A Radar Chart, also known as a web or spider chart, is a useful graph for plotting one or more data series over multiple common variables. This articles will provide an overview of how and when to use a Radar Chart for your data.
Radar charts are essentially an area/line chart, wrapped around an axis. This type of chart is best used when highlighting comparisons and discovering outliers in your data.
The first part of a Radar Chart to understand is the axis and scale line. This is the vertical line that starts at the 0 point on your graph. The grid lines for your graph will appear from the scale line. For example, if your scale line goes from 0-50 and you had 5 grid lines total, your first line from the center would be 10, your second grid line would be 20, and so on, with the center being 0. Each variable is assigned an axes and is arranged radially with equal distance between them.
Let us dive into an example to help illustrate how to use the Radar Chart. Say you have 5 departments in your company: Sales, Marketing, Product, Support, and Engineering. At the beginning of the quarter you allocate your budget into each department, like the below table illustrates.
At the end of the quarter you use Grow to compare the actual vs. budgeted spending and get the below chart.
You can easily see you were spot on in your budgeting for Sales, but spent more in Support. While Radar charts are, albeit, cool looking charts, they have a pretty specific use case and can be more difficult to read then Column or Bar charts.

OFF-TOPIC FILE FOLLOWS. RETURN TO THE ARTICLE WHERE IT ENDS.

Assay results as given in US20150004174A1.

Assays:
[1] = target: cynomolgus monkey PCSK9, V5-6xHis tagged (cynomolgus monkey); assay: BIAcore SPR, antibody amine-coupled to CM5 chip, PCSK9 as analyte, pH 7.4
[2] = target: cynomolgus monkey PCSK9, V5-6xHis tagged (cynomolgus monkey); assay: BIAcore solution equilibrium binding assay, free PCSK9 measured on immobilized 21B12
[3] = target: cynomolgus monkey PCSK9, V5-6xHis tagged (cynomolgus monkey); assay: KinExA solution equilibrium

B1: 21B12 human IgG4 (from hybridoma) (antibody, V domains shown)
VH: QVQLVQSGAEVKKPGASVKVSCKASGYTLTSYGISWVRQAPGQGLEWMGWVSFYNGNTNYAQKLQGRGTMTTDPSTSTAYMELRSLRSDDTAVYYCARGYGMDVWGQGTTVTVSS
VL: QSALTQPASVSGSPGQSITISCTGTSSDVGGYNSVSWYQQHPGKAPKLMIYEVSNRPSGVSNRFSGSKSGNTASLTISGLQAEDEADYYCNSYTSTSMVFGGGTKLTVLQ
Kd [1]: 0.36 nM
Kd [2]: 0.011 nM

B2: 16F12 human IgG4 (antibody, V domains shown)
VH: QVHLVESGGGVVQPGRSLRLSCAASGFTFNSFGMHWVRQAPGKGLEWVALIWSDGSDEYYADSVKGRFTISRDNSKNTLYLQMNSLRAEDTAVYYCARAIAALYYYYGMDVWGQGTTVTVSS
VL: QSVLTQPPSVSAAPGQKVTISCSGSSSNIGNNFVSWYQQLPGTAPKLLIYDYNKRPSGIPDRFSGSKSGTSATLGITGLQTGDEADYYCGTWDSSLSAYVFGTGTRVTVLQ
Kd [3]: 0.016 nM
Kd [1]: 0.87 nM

Building a Radar Chart
The most important first step in creating any chart is to have your data prepped and ready to go.
When you are ready to start charting, switch the Metric Builder into Chart mode by select the Chart tab on the top of your screen. On the right hand side you will see a drop down menu displaying the current selected chart type, which is, by default, a Column chart. Once selected, you will see all chart types along with a visual representation of each. Select the Radar chart in the Other section.
Once you have your chart selected you are able to select your Data Series and Labels.
It is important you do not select your Data Series first then select your chart type, as some chart types are not compatible with each other and you may lose your selections.
Now that you have selected your Data Series and your Labels you can further customize your Radar chart by selecting Display. We recommend adding a Legend if you have more than one Data Series, to help users interpret the data. Additionally, you can change the color, add labels and format your numbers by selecting the Data Series dropdown.
Display a Legend with Two or More Data Series
We highly recommend using a Legend anytime you have more than one Data Series plotted in a chart.
Six or Less Variables
Having too many polygons can make your Radar Chart difficult to read and cluttered. If you have variables that are very similar, consider putting them in the same category or switch to a chart type that would be better suited for 7+ variables.